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Parts of it were outside the jurisdiction of the government of the City of London, and as a result the area of Bankside became London's principal entertainment district, since the social control exercised there by the local authorities of Surrey was less effective and restrictive than that of the City authorities.

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Surrey raised his standard at Kingston and advanced south, but found little support.

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Surrey had a central role in the history of the radical political movements unleashed by the civil war.

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For two centuries before the Reform Act, the dominant political network in Surrey was that of the Onslows of Clandon Park, a gentry family established in the county from the early 17th century, who were raised to the peerage in 1716.

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One of the principal residences of the British monarchy in the 18th century was Kew Palace in north Surrey, leased by Queen Caroline of Brandenburg-Ansbach in 1728 and inhabited by her son Frederick, Prince of Wales, and later by King George III and Queen Charlotte of Mecklenburg-Strelitz.

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Surrey's boundaries were altered again in 1974 when Gatwick Airport was transferred to West Sussex.

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Eastern part of Surrey was transferred from the Diocese of Winchester to that of Rochester in 1877.

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The prominence of Surrey peaked in the 1890s, when it was the focus for globally important developments in domestic architecture, in particular the early work of Edwin Lutyens, who grew up in the county and was greatly influenced by its traditional styles and materials.

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Southwark Priory, no longer in Surrey has survived, though much altered, and is Southwark Cathedral.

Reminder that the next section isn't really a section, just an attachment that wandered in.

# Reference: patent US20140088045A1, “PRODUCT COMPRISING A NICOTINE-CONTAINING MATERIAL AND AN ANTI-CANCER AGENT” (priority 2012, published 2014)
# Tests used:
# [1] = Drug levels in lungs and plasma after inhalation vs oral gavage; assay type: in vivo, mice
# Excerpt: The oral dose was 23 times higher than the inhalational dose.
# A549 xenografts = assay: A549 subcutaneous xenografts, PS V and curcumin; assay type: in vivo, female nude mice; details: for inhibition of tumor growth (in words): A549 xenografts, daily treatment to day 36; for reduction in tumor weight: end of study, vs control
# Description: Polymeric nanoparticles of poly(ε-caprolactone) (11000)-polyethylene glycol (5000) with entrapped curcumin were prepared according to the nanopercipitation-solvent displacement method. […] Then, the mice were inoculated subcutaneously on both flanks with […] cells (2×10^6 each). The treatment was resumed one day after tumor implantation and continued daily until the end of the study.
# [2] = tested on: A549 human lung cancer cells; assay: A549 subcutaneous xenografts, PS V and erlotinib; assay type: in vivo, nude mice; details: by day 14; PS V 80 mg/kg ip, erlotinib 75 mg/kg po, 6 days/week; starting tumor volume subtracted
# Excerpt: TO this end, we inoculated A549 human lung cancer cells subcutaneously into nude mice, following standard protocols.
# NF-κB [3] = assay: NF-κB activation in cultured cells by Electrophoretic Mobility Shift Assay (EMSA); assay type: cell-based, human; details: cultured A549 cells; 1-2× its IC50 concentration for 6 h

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Accordingly, the administrative county of Surrey was formed in 1889 when the Provisional Surrey County Council first met, consisting of 19 aldermen and 57 councillors.

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Surrey had been administered from Newington since the 1790s, and the county council was initially based in the sessions house there.

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The boundaries of the non-metropolitan county of Surrey were similar to those of the administrative county with the exception of Gatwick Airport and some surrounding land which was transferred to West Sussex.

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Average wage in Surrey is bolstered by the high proportion of residents who work in financial services.

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Surrey has more organisation and company headquarters than any other county in the UK.

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UK has a comprehensive, state-funded education system, accordingly Surrey has 37 state secondary schools, 17 Academies, 7 sixth form colleges and 55 state primaries.

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Significant landscapes in Surrey include Box Hill just north of Dorking; the Devil's Punch Bowl at Hindhead and Frensham Common.

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Surrey woodland represented Germany in the opening scene of Gladiator, starring Russell Crowe; it was filmed at the Bourne Woods near Farnham in Surrey.